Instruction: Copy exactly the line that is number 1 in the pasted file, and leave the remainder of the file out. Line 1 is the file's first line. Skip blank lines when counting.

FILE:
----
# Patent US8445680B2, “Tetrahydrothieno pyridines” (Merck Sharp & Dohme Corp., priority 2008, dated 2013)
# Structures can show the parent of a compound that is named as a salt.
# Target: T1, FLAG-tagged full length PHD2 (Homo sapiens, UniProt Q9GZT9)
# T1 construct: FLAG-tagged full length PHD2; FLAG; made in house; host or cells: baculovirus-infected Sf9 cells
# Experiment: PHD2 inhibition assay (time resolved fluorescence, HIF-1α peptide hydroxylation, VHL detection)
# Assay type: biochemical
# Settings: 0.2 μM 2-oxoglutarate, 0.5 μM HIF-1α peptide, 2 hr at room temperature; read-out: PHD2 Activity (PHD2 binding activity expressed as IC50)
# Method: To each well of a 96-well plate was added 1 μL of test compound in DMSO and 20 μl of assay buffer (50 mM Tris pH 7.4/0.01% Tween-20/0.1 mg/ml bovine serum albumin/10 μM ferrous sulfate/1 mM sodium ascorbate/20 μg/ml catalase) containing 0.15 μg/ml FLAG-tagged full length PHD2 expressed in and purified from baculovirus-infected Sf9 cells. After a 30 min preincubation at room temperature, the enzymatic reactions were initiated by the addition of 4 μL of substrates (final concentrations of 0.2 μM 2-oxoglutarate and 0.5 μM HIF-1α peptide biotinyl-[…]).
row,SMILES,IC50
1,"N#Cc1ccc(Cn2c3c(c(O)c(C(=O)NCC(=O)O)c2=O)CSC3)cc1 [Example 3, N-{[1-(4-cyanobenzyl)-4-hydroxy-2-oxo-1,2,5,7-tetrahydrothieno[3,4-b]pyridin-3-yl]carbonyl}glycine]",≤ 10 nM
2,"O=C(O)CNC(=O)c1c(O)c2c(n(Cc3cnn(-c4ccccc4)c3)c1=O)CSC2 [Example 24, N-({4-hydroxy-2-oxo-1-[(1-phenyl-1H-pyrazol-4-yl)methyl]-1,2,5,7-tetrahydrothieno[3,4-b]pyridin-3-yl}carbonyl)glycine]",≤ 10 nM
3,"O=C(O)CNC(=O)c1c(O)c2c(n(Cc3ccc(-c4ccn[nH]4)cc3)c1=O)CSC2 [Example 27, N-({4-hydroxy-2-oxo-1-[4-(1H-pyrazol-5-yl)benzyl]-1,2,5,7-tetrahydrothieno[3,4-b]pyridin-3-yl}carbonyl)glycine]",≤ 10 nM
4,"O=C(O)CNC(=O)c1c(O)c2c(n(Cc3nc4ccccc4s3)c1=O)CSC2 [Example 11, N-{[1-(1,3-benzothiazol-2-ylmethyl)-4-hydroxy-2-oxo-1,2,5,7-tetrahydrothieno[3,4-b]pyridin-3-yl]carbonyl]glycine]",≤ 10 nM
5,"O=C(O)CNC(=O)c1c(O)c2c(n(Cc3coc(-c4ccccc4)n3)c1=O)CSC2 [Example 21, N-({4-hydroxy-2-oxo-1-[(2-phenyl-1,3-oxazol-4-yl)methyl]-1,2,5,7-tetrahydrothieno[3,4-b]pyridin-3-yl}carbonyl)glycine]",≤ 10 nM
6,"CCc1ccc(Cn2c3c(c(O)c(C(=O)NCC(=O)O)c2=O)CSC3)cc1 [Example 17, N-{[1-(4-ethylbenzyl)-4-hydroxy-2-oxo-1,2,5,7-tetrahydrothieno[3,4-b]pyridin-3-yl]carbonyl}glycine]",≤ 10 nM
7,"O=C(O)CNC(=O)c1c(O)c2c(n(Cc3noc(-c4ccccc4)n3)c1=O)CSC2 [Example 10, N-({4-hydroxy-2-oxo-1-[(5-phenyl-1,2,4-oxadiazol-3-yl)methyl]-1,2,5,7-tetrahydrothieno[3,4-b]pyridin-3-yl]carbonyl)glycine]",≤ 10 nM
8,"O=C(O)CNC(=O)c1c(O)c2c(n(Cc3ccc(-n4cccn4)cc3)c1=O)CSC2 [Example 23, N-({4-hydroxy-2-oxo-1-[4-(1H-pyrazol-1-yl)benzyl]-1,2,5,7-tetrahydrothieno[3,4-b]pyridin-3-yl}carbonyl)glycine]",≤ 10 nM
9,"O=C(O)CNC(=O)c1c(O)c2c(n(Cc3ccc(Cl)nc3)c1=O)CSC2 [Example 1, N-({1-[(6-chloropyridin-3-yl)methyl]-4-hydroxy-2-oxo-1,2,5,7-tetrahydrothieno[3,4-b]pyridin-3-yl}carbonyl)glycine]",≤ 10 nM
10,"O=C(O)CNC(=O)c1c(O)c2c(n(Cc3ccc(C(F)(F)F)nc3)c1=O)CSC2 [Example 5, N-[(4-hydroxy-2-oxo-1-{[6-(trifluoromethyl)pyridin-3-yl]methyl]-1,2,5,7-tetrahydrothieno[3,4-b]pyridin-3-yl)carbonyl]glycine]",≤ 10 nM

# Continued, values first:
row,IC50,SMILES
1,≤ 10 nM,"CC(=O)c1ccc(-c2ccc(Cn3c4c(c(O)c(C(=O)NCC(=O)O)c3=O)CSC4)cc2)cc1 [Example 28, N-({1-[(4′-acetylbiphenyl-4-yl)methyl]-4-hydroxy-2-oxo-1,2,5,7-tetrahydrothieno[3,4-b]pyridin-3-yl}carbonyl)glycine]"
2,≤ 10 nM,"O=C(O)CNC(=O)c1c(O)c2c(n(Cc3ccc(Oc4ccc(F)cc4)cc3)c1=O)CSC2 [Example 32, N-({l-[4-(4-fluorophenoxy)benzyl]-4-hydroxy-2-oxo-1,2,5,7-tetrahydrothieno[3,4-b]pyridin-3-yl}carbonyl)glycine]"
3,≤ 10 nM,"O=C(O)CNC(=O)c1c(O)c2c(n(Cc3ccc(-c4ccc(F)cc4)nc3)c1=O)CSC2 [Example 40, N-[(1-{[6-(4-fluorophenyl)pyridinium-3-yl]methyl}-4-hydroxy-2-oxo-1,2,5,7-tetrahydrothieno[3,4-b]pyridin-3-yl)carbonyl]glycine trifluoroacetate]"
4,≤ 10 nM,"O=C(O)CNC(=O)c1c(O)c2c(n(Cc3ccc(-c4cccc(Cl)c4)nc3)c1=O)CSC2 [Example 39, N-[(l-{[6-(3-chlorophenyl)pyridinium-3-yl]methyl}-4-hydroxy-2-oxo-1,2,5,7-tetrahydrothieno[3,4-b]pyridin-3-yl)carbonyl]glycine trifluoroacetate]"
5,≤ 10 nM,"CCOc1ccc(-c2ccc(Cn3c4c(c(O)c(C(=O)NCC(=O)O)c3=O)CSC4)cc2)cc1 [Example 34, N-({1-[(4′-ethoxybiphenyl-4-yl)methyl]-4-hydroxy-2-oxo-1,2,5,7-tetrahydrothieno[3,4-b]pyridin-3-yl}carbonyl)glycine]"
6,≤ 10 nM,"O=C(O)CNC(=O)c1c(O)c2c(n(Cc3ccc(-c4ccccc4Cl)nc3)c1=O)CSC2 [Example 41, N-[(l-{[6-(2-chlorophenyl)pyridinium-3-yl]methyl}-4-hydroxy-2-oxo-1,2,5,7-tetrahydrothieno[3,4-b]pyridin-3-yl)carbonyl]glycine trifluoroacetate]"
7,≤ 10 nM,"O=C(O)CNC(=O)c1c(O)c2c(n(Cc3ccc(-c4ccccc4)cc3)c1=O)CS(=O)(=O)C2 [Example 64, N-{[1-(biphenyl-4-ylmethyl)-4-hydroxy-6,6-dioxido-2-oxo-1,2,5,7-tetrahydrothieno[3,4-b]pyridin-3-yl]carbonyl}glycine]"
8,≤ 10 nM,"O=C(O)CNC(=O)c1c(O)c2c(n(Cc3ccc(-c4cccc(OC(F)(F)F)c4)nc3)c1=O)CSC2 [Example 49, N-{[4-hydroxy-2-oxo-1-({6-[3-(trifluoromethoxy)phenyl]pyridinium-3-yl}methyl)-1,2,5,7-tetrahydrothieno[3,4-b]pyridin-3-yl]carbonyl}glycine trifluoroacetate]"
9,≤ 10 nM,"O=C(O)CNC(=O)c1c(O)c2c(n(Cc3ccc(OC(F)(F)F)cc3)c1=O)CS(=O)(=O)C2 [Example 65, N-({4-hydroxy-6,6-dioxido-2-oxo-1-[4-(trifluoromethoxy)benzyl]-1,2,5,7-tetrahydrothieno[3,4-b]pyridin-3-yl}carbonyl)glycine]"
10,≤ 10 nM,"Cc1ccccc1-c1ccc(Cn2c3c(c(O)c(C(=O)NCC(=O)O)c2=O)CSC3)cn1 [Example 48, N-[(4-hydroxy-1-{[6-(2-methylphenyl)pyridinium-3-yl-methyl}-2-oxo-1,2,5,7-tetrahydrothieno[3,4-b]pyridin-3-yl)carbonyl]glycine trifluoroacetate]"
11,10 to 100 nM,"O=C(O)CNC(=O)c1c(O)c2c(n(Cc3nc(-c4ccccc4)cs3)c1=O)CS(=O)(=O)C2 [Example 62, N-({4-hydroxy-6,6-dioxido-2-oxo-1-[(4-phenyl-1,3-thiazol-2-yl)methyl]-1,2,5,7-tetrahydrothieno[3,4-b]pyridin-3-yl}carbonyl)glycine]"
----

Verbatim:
# Patent US8445680B2, “Tetrahydrothieno pyridines” (Merck Sharp & Dohme Corp., priority 2008, dated 2013)